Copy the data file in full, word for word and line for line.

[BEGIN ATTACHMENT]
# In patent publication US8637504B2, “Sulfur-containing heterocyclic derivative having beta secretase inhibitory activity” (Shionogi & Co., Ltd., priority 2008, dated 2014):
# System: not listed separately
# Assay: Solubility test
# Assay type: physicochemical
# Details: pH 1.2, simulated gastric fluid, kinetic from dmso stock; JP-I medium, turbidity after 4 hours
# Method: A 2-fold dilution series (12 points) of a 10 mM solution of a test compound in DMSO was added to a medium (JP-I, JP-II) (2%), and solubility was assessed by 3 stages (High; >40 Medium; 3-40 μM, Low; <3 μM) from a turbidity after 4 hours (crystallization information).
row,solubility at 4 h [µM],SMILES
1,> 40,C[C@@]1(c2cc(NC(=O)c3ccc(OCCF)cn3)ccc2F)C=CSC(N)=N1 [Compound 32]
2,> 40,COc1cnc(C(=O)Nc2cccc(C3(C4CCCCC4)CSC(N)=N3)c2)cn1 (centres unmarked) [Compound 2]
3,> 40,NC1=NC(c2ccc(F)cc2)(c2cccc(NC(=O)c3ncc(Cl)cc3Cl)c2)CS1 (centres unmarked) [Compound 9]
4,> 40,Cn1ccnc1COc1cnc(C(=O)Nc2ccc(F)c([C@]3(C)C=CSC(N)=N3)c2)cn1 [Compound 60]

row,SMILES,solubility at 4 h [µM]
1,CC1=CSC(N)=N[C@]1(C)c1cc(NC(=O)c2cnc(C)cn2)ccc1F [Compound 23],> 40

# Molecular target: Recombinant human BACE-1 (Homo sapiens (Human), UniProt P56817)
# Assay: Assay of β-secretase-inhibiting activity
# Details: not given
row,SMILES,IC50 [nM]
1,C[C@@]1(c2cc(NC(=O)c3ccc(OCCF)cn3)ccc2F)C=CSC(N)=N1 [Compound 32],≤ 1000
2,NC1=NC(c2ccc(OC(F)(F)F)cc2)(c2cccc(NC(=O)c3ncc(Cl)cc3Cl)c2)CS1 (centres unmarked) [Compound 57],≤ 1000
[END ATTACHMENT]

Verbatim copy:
# In patent publication US8637504B2, “Sulfur-containing heterocyclic derivative having beta secretase inhibitory activity” (Shionogi & Co., Ltd., priority 2008, dated 2014):
# System: not listed separately
# Assay: Solubility test
# Assay type: physicochemical
# Details: pH 1.2, simulated gastric fluid, kinetic from dmso stock; JP-I medium, turbidity after 4 hours
# Method: A 2-fold dilution series (12 points) of a 10 mM solution of a test compound in DMSO was added to a medium (JP-I, JP-II) (2%), and solubility was assessed by 3 stages (High; >40 Medium; 3-40 μM, Low; <3 μM) from a turbidity after 4 hours (crystallization information).
row,solubility at 4 h [µM],SMILES
1,> 40,C[C@@]1(c2cc(NC(=O)c3ccc(OCCF)cn3)ccc2F)C=CSC(N)=N1 [Compound 32]
2,> 40,COc1cnc(C(=O)Nc2cccc(C3(C4CCCCC4)CSC(N)=N3)c2)cn1 (centres unmarked) [Compound 2]
3,> 40,NC1=NC(c2ccc(F)cc2)(c2cccc(NC(=O)c3ncc(Cl)cc3Cl)c2)CS1 (centres unmarked) [Compound 9]
4,> 40,Cn1ccnc1COc1cnc(C(=O)Nc2ccc(F)c([C@]3(C)C=CSC(N)=N3)c2)cn1 [Compound 60]

row,SMILES,solubility at 4 h [µM]
1,CC1=CSC(N)=N[C@]1(C)c1cc(NC(=O)c2cnc(C)cn2)ccc1F [Compound 23],> 40

# Molecular target: Recombinant human BACE-1 (Homo sapiens (Human), UniProt P56817)
# Assay: Assay of β-secretase-inhibiting activity
# Details: not given
row,SMILES,IC50 [nM]
1,C[C@@]1(c2cc(NC(=O)c3ccc(OCCF)cn3)ccc2F)C=CSC(N)=N1 [Compound 32],≤ 1000
2,NC1=NC(c2ccc(OC(F)(F)F)cc2)(c2cccc(NC(=O)c3ncc(Cl)cc3Cl)c2)CS1 (centres unmarked) [Compound 57],≤ 1000